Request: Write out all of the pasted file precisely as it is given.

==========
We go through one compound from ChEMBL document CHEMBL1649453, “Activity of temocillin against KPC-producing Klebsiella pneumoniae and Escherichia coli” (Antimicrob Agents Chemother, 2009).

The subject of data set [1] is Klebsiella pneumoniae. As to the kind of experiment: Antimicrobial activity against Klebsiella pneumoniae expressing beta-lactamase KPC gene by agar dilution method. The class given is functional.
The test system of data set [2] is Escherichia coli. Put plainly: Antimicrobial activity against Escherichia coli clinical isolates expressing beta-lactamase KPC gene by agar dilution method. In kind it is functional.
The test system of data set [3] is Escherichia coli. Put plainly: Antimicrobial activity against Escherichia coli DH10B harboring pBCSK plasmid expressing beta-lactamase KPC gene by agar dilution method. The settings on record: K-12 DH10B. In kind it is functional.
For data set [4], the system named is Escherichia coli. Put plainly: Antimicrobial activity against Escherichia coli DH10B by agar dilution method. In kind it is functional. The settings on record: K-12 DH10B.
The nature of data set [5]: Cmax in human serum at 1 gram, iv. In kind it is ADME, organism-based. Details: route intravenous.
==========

We go through one compound from ChEMBL document CHEMBL1649453, “Activity of temocillin against KPC-producing Klebsiella pneumoniae and Escherichia coli” (Antimicrob Agents Chemother, 2009).

The subject of data set [1] is Klebsiella pneumoniae. As to the kind of experiment: Antimicrobial activity against Klebsiella pneumoniae expressing beta-lactamase KPC gene by agar dilution method. The class given is functional.
The test system of data set [2] is Escherichia coli. Put plainly: Antimicrobial activity against Escherichia coli clinical isolates expressing beta-lactamase KPC gene by agar dilution method. In kind it is functional.
The test system of data set [3] is Escherichia coli. Put plainly: Antimicrobial activity against Escherichia coli DH10B harboring pBCSK plasmid expressing beta-lactamase KPC gene by agar dilution method. The settings on record: K-12 DH10B. In kind it is functional.
For data set [4], the system named is Escherichia coli. Put plainly: Antimicrobial activity against Escherichia coli DH10B by agar dilution method. In kind it is functional. The settings on record: K-12 DH10B.
The nature of data set [5]: Cmax in human serum at 1 gram, iv. In kind it is ADME, organism-based. Details: route intravenous.